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Tip #723: The Great Didactic

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Tip #723: The Great Didactic

On May 28, 2018, Posted by , In learning, By ,, , With Comments Off on Tip #723: The Great Didactic

“I continue to be interested in new things that seem old and old things that seem new.” Jacquelin T. Robertson

We have all probably noticed that, if one waits long enough, what was considered old becomes the shiny new thing. It is certainly true in fashion. It is also apparently true in teaching.

John Amos Comenius published his book, The Great Didactic, in Czech in 1648. According to Wikipedia, he is considered the “father of modern education.” Yet, I for one have never heard of him.

According to  Hannah S. Bowers, John Comenius was a Moravian teacher, educator, bishop, and writer in the seventeenth century.  He is considered the father of modern education because he advocated universal education in his book The Great Didactic. Comenius authored over forty works, and he introduced pictorial textbooks, gradual learning of comprehensive concepts, equal opportunities for poor children and women, and practical, universal education.

See if his general principles for teaching sound familiar:

  • Teaching must be in accordance with the student’s stage of development.
    • Evidence-based brain research on how people learn stresses the need to teach novices and experienced learners differently.
  • All learning happens through the senses.
    • Accelerated learning, or whole body learning, stresses the importance of engaging as many senses as possible to increase the probability of retention.
  • One should proceed from the specific to the general, from what is easy to the more difficult, from what is known to the unknown.
    • Brain research recognizes that specific information received by the working memory needs time to be converted into mental models in long term memory.
    • Beginning with what is easy helps to build learners’ confidence in their ability to master more difficult content.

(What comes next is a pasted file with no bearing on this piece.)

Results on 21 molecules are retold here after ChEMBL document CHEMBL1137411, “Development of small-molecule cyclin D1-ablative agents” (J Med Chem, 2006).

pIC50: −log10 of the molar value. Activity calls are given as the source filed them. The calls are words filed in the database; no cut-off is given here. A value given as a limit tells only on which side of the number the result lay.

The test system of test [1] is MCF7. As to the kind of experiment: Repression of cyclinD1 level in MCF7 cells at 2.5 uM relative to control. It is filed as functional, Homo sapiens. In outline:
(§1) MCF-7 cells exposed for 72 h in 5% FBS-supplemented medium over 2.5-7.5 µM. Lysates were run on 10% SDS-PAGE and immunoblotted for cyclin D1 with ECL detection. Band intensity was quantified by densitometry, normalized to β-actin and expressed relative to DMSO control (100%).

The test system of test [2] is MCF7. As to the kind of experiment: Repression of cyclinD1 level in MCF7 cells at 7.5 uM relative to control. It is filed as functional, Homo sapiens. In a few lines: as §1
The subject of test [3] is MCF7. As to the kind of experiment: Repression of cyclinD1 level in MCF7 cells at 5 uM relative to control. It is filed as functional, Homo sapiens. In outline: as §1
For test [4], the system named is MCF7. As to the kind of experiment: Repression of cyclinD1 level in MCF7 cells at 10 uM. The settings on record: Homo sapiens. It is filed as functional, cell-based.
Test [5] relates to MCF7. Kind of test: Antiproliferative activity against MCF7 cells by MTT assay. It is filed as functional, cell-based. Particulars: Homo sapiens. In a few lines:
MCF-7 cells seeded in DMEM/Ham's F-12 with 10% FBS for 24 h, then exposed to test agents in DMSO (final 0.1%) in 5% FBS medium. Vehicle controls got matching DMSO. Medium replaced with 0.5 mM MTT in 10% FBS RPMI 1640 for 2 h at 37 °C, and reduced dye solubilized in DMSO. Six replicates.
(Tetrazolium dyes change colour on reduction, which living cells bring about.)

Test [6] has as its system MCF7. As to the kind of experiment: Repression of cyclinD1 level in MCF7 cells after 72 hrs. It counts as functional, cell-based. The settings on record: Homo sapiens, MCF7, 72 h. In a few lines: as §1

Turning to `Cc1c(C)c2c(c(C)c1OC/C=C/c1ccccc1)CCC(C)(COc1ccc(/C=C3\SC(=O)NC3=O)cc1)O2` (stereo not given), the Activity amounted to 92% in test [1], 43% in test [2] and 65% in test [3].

• The UCLA Mastery Teaching Model of Dr. Madeline Hunter stresses the fact that building on positive transfer (what people already know) provides a firm basis for new learning.
  • Teaching should not cover too many subjects or themes at the same time.
    • Brain research stresses the importance of avoiding overloading working memory, which has a limited capacity for the amount of information it can hold or process at one time.
  • Teaching should proceed slowly and systematically. Nature makes no jumps.
    • Brain research recommends using directed learning (particularly with novice learners), in which content is explicitly presented to learners in short lessons that typically include rules, examples to build them build mental models, and practice with feedback.

 I don’t entirely agree with Ecclesiastes that “what has been will be again, what has been done will be done again; there is nothing new under the sun.” Brain research is recent and, although it has confirmed and validated prior thinking on the subject (per Comenius, for example), it has also provided new and unexpected information about how learning occurs.

However, I’m glad to learn about John Amos Comenius. His ideas have certainly withstood the test of time.

May your learning be sweet.

Deborah

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